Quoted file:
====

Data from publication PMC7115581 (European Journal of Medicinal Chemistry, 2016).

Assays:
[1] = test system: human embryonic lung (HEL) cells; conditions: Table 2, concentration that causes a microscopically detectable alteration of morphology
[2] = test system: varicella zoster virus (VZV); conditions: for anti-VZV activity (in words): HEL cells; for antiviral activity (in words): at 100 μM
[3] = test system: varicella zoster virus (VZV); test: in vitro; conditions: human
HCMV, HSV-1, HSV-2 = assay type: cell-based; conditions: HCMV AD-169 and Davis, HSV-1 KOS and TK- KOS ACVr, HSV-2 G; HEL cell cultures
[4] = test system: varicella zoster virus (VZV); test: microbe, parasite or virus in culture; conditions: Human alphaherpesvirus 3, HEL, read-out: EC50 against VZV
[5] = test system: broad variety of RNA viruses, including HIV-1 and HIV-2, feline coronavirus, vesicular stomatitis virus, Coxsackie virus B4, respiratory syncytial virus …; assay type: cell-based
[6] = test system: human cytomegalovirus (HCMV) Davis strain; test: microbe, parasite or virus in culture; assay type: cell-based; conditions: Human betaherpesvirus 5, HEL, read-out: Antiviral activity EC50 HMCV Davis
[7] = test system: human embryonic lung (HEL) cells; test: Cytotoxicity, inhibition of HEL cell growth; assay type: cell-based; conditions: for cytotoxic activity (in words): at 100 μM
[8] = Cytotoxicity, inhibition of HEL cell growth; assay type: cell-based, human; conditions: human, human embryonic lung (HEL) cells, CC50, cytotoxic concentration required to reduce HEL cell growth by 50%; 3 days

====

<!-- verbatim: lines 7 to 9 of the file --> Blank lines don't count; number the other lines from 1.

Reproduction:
[4] = test system: varicella zoster virus (VZV); test: microbe, parasite or virus in culture; conditions: Human alphaherpesvirus 3, HEL, read-out: EC50 against VZV
[5] = test system: broad variety of RNA viruses, including HIV-1 and HIV-2, feline coronavirus, vesicular stomatitis virus, Coxsackie virus B4, respiratory syncytial virus …; assay type: cell-based
[6] = test system: human cytomegalovirus (HCMV) Davis strain; test: microbe, parasite or virus in culture; assay type: cell-based; conditions: Human betaherpesvirus 5, HEL, read-out: Antiviral activity EC50 HMCV Davis